gathering wool while on the road


Summer in Colorado means road-tripping and camping… and in my car, with a busted CD player and no iTrip to speak of (or listen to) that also means a lot of NPR…

On my way home from a wedding weekend of camping underneath the moon and stars and looming Teton Range in Jackson, Wyoming, with a pretty amazing, intelligent, and fun group of friends, my blissed-out state was interrupted by the intensity and wisdom of Poet Laureate, Kay Ryan. The All Things Considered interview/reading began with Ryan reading Home to Roost.


The chickens
are circling and
blotting out the
day. The sun is
bright, but the
chickens are in
the way. Yes,
the sky is dark
with chickens,
dense with them.
They turn and
then they turn
again. These
are the chickens
you let loose
one at a time
and small —
various breeds.
Now they have
come home
to roost—all
the same kind
at the same speed.

I was reminded of the poem when I saw the above image, a photograph by Nicolas Wollnik, on J Colberg’s blog Conscientious which always provides worthy musings on fine art photography among other things. Despite the almost instantaneous link in my mind between the image and the poem, I have reservations about posting the two together, primarily because of the way Ryan works, very slowly. While I often like the pairings of poems and photographs, it’s weighty work to be sure that each is commensurate with the other. I wonder if that’s why photographer Alec Soth often left blog readers with just a poem on Fridays and no photo; although, Jen Bekman has made a few fine matches on her site, Personism.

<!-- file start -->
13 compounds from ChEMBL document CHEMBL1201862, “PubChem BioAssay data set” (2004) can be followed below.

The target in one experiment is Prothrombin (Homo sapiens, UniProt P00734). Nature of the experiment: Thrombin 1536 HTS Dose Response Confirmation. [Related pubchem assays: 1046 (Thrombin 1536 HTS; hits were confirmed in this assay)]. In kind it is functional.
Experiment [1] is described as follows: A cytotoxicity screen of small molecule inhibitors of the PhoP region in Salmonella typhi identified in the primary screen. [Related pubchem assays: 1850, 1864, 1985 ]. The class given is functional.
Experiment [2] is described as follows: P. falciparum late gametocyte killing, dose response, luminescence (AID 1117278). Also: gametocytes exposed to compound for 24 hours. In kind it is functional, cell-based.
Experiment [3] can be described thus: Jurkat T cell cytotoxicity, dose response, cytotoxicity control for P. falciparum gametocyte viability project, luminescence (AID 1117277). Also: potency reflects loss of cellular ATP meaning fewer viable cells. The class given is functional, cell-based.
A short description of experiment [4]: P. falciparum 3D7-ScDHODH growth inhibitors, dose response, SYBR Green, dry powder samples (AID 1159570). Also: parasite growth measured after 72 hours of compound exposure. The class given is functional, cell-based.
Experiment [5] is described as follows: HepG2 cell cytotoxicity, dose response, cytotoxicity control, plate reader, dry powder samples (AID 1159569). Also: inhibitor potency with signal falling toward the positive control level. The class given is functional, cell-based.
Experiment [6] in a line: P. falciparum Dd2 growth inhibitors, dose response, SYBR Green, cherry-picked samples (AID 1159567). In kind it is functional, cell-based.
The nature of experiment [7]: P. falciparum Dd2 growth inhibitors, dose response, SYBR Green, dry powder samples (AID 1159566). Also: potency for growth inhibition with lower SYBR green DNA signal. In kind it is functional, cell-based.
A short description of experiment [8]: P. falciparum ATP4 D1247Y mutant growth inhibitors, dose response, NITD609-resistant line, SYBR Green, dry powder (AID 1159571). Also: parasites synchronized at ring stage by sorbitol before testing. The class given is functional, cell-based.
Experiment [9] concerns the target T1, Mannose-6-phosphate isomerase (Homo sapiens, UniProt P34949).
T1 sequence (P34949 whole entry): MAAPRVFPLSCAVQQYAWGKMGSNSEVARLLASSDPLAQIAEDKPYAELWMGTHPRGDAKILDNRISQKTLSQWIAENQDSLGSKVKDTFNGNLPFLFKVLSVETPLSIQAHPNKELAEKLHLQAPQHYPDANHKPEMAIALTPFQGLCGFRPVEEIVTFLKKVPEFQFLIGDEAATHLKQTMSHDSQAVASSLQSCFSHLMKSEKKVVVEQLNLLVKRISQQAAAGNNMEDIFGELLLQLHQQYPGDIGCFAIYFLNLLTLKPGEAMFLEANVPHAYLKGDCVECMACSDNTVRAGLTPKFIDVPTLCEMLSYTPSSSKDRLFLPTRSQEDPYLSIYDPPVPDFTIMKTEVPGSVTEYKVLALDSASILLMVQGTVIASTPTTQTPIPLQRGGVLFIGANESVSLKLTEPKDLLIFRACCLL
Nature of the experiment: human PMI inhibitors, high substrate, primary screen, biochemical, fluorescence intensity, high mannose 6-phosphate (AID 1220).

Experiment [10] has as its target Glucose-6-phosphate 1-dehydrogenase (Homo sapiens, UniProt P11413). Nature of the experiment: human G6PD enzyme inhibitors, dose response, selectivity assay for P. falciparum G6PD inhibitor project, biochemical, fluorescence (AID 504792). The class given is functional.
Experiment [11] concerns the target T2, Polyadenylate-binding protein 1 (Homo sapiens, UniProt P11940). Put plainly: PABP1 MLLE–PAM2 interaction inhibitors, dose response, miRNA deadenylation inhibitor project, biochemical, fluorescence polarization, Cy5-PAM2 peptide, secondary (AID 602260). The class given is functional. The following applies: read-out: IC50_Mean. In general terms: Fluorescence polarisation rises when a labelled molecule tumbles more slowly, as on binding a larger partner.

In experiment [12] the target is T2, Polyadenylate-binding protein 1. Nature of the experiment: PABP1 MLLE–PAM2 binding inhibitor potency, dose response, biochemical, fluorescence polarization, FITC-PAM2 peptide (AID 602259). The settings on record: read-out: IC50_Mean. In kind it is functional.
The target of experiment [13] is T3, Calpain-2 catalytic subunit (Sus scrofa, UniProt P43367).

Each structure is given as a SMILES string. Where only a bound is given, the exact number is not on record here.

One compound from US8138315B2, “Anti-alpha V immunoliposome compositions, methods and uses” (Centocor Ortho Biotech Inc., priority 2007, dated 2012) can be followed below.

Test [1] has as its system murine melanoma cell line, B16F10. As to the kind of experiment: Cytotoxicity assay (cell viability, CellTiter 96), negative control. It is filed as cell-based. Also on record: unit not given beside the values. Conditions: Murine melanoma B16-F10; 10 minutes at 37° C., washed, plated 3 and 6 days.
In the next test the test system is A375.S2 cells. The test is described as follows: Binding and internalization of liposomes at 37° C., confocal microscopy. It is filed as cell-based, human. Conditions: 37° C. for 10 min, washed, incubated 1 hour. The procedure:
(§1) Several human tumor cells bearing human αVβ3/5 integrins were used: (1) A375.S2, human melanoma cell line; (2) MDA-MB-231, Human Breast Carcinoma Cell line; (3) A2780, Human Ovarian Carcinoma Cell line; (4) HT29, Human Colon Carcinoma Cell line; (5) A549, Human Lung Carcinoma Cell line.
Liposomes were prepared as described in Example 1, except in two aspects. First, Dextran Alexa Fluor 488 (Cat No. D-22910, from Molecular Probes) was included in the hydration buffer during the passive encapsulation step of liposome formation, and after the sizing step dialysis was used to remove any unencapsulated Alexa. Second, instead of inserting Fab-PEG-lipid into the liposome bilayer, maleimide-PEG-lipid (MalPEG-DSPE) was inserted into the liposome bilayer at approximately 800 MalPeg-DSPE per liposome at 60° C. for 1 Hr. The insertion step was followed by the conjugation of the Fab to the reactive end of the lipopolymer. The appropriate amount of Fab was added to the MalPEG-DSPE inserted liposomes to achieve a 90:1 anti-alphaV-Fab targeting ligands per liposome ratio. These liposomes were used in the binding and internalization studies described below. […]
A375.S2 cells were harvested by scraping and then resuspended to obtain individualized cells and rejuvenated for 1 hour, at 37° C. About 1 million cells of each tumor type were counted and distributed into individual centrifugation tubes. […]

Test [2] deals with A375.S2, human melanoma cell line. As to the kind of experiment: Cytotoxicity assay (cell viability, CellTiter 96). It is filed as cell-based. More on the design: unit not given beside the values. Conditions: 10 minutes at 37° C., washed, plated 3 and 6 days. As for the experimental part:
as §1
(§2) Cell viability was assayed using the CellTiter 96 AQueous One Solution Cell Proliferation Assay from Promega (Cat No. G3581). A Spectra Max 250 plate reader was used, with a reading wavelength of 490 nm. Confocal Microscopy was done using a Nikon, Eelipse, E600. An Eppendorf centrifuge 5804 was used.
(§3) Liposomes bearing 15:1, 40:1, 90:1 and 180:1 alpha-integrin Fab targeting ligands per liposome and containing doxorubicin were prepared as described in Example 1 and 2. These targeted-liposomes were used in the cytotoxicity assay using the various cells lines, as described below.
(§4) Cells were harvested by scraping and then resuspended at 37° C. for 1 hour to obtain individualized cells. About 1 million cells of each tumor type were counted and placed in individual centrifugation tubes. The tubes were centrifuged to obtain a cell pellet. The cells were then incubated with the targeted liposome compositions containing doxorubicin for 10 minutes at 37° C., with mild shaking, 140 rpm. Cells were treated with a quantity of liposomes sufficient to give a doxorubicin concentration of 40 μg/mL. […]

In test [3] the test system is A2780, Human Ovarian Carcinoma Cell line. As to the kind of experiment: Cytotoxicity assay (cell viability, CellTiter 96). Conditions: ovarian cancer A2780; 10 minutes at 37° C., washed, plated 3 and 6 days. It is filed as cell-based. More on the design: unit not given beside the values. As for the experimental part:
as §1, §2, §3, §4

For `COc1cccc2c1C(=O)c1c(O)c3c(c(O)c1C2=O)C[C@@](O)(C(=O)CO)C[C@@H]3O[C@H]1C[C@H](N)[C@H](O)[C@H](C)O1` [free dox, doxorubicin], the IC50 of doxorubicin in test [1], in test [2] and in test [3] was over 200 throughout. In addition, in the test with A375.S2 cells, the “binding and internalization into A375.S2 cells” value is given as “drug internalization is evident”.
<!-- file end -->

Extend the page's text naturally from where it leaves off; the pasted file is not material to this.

I was struck by Ryan’s way of working and writing poetry which is similar to the way I work as a photographer. She called it “wool gathering” and remarked that it takes hundreds of pounds of wool for an ounce of good language; it’s inefficient and takes lots of time. But the resulting works are charged, simple, and not overly elaborated.


One Response to “gathering wool while on the road”

  1. 1 Marrone

    What a pleasant surprise…
    -Pleased to have read: your writing-
    (Jealous of your roadtrip)
    Later in the week I saw an article about this book:
    Spiral Jetta: A Road Trip Through the Land Art of the American West by Erin Hogan, thought you might like it though not Black and White.

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